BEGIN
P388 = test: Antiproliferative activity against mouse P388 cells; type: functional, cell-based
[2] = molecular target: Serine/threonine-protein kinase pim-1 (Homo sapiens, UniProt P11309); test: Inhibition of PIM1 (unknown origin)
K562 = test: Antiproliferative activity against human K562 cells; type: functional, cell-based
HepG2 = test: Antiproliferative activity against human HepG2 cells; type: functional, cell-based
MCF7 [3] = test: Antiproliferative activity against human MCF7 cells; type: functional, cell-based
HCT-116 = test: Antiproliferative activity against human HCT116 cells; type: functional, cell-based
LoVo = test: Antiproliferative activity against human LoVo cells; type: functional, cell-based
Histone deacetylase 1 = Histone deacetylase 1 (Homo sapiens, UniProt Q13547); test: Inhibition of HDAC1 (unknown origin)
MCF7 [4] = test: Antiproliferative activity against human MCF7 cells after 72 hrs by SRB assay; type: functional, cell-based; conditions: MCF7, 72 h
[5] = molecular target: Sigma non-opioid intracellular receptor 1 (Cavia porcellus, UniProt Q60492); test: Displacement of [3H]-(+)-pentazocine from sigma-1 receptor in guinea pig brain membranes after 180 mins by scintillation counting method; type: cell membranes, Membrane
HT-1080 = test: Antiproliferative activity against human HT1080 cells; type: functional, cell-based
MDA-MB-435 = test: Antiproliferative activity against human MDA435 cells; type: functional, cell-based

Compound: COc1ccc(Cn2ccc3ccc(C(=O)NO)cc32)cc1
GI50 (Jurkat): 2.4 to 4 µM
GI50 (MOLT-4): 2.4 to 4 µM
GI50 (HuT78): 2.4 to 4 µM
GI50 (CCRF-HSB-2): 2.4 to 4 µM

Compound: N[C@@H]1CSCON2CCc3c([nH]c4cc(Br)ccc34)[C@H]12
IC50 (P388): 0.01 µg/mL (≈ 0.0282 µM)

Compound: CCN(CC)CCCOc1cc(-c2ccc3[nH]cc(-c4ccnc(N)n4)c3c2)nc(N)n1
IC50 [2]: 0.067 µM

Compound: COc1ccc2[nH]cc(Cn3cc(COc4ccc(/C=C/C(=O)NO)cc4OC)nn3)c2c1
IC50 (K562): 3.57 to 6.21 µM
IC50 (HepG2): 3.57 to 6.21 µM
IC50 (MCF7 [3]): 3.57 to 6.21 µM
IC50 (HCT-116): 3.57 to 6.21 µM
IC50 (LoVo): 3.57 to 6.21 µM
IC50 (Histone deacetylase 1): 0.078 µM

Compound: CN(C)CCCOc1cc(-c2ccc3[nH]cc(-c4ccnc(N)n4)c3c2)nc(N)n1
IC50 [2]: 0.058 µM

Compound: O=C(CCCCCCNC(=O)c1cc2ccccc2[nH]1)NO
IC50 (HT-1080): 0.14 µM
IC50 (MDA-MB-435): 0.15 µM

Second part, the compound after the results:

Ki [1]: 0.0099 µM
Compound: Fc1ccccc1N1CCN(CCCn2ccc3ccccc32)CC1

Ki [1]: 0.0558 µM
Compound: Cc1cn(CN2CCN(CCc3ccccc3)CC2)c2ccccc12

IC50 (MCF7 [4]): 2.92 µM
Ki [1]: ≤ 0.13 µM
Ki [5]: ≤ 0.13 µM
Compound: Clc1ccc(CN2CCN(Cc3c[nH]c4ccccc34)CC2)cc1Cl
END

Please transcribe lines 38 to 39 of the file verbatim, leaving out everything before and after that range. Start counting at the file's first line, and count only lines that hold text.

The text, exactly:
Compound: Cc1cn(CN2CCN(CCc3ccccc3)CC2)c2ccccc12

IC50 (MCF7 [4]): 2.92 µM